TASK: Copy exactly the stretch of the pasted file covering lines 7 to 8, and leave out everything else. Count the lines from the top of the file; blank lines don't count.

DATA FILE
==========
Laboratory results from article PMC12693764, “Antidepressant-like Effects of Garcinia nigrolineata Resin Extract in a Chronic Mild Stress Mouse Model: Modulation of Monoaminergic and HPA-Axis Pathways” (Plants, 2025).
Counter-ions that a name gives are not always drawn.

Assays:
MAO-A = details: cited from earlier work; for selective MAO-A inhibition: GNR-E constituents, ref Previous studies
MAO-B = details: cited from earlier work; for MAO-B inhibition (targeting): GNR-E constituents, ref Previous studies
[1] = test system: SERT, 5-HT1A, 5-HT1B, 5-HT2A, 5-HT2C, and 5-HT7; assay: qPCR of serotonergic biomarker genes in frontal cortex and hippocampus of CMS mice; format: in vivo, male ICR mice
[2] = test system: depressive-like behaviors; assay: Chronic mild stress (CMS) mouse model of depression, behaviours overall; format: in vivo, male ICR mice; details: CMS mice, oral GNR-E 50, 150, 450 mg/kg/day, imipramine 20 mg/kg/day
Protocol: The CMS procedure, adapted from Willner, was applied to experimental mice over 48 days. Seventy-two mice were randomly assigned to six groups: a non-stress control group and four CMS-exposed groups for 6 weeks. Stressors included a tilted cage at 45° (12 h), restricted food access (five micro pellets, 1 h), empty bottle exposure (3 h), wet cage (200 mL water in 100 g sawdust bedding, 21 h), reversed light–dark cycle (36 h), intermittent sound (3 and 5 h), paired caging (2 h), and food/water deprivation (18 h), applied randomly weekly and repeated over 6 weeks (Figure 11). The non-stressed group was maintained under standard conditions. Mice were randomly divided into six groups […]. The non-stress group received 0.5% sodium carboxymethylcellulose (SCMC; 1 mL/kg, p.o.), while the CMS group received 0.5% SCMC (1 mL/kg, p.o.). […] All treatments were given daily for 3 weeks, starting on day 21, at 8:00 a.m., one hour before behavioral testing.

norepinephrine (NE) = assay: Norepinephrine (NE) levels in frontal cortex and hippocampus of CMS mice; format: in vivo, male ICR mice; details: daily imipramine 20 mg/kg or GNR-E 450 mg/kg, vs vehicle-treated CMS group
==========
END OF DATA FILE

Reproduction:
[2] = test system: depressive-like behaviors; assay: Chronic mild stress (CMS) mouse model of depression, behaviours overall; format: in vivo, male ICR mice; details: CMS mice, oral GNR-E 50, 150, 450 mg/kg/day, imipramine 20 mg/kg/day
Protocol: The CMS procedure, adapted from Willner, was applied to experimental mice over 48 days. Seventy-two mice were randomly assigned to six groups: a non-stress control group and four CMS-exposed groups for 6 weeks. Stressors included a tilted cage at 45° (12 h), restricted food access (five micro pellets, 1 h), empty bottle exposure (3 h), wet cage (200 mL water in 100 g sawdust bedding, 21 h), reversed light–dark cycle (36 h), intermittent sound (3 and 5 h), paired caging (2 h), and food/water deprivation (18 h), applied randomly weekly and repeated over 6 weeks (Figure 11). The non-stressed group was maintained under standard conditions. Mice were randomly divided into six groups […]. The non-stress group received 0.5% sodium carboxymethylcellulose (SCMC; 1 mL/kg, p.o.), while the CMS group received 0.5% SCMC (1 mL/kg, p.o.). […] All treatments were given daily for 3 weeks, starting on day 21, at 8:00 a.m., one hour before behavioral testing.